Tuesday, June 21, 2011

Malware Cookbook codes

If you aren't aware, there is a book dedicated to malware researchers/enthusiasts out there, namely "Malware Cookbook" . I haven't get the book in my hand, but the codes used in the book are already in google code, here

I tried several Python scripts written by the author, purposely in order to help my research in malware detection. One tool, pe_scanner.py considered outstanding, since it has support for malware entropy analysis, yara for malware classification and PEID support for PE identification.

I also managed to file bugreports and "patch".. since analyzing 30,000 malware sample is tedious, time consuming and possibly leads to migrain.

(not exactly bug report, but the problem faced when a given PE having corrupt header, and I have to segregate into different folder, unable to proceed with this kind of binary)

(F-prot AV having different line of reporting... so )

I am yet to commit my customized codes, possibly I'll put in github later on.

Wednesday, June 15, 2011

ClamAV on Cygwin

In case you're wondering, ClamAntiVirus (ClamAV) exists in Window's Cygwin too. And the update works as in other UNIX environment, $freshclam

Sunday, June 5, 2011

Gnuplot script in Dionaea honeypot

Ever use Gnuplot? The support for gnuplot is already in Dionaea, previously I used to parse the data manually before showing it out using gnuplot. Original reference, here


Usage: gnuplotsql [options]

  -h, --help            show this help message and exit
  -d DATABASE, --database=DATABASE
  -t TEMPFILE, --tempfile=TEMPFILE
  -p PROTOCOLS, --protocol=PROTOCOLS

This will create the HTML reports with PNG generated graphs from gnuplot:

najmi@vostro:/opt/dionaea/bin$ sudo ./gnuplotsql -d /opt/dionaea/var/dionaea/logsql.sqlite -p smbd -p epmapper -p mssqld -p httpd -p ftpd

Friday, June 3, 2011


There are many magazines, e-mag, e-zine - you name it that could help you - or kill your boredom during your spare time. Well - what if you're in security domain and need one to flourish your knowledge?

I would suggest the following:

  1. Virus Bulletin, electronic version only, montly http://www.virusbtn.com/ . The appropriate readers would be industrial and academic security researchers.
  2. IEEE Security & Privacy, printed and online version, periodically, IEEE S & P . Academic researcher would fit this better.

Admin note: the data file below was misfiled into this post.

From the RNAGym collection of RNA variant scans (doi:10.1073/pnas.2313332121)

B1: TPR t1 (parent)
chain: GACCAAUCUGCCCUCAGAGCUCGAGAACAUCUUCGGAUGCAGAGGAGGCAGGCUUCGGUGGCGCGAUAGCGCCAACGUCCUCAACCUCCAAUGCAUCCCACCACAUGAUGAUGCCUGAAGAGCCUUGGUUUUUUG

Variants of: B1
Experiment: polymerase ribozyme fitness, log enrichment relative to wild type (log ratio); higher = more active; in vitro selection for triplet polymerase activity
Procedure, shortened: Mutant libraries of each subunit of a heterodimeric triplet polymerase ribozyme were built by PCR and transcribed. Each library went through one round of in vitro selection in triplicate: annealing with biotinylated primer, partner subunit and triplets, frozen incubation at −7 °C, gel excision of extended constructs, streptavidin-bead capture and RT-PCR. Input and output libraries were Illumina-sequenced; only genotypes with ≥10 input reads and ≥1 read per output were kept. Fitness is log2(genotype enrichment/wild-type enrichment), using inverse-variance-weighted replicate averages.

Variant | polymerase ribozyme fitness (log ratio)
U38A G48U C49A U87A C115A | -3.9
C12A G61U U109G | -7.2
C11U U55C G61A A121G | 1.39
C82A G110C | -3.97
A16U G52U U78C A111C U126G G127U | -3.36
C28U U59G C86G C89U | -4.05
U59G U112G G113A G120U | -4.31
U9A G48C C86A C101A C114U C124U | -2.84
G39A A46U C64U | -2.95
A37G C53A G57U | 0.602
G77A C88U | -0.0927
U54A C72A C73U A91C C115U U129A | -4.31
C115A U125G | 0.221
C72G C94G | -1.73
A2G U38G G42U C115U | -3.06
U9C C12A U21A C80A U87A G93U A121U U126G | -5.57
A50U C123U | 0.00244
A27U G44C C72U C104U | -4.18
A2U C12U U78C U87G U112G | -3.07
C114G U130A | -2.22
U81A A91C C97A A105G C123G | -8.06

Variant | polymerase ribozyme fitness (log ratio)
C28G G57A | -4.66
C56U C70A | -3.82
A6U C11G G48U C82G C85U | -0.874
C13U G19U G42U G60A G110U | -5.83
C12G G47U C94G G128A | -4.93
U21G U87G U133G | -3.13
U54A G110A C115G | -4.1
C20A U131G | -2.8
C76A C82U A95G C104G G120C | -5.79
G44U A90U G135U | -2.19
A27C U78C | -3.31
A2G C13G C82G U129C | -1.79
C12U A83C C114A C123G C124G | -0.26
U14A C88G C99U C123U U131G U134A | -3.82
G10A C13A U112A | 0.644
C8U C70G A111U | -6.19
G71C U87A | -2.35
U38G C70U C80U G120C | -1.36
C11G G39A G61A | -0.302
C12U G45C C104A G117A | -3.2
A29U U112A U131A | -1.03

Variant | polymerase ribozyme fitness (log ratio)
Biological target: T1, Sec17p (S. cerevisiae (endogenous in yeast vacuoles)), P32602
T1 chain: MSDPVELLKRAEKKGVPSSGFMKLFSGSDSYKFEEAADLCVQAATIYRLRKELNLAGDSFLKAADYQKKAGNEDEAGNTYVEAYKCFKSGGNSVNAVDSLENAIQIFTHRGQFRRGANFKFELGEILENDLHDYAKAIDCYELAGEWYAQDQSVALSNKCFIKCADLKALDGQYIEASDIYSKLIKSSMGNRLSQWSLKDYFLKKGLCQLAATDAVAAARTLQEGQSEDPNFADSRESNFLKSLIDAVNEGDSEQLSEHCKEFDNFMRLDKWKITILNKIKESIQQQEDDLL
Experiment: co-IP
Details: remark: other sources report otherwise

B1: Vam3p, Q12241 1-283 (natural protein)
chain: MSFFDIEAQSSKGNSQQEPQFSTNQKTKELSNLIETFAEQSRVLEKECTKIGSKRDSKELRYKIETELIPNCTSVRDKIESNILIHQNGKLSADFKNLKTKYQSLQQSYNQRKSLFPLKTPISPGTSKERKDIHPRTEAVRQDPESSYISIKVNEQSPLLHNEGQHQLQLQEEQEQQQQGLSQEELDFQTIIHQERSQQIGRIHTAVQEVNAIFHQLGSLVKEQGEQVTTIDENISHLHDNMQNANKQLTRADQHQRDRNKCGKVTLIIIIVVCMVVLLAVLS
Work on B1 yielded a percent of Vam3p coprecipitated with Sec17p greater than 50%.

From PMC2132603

The rest, for example Phrack underground magazine is Free of Charge. 

Wednesday, June 1, 2011

Crime-fighting coder - successful Malaysian undergrad in Purdue Univ

Crime-fighting coder

Name: Ahmad Mujahid Mohd Razip
Major: Electrical and computer engineering
Year: Senior

Hometown: Penang, Malaysia

Tracking crime: Ahmad developed an app for iPhone and iPad that displays local crime and traffic information. Using the GPS feature in the devices, a user can see what crimes have occurred in the area, by type and location, as well as trends for specific types of crime. Ahmad says the app could be used by police officers, attorneys, real estate agents, reporters or anyone interested in local crime.

Purdue programs: Ahmad began working on his crime analysis app while participating in Purdue’s Summer Internship Research Fellowship (SURF), which offers students an intensive research experience and a chance to work directly with graduate students and professors. He developed the app for a Purdue research center, Visual Analytics for Command, Control, and Interoperability (VACCINE), which is developing technology to assist police officers and homeland security personnel by turning massive amounts of data into actionable knowledge.

Rigorous academics: “My most challenging class was ECE 437, Computer Design and Prototyping,” Ahmad says. “You start by designing a single processor computer, then you design a dual core processor one. It was good, but not easy. Overall I prefer to write software.”

Staying active: When not studying or developing apps, Ahmad enjoys playing indoor soccer, which he does regularly. He is also active in the Purdue Malaysian Student Association and enjoys music and comedy.

Next steps: International student Ahmad hopes to get a job developing software either in his home country of Malaysia or in California. “Anywhere warm,” he says, admitting he never completely adapted to Indiana weather. “The snow is very interesting at first, but then less so.”

By Steve Tally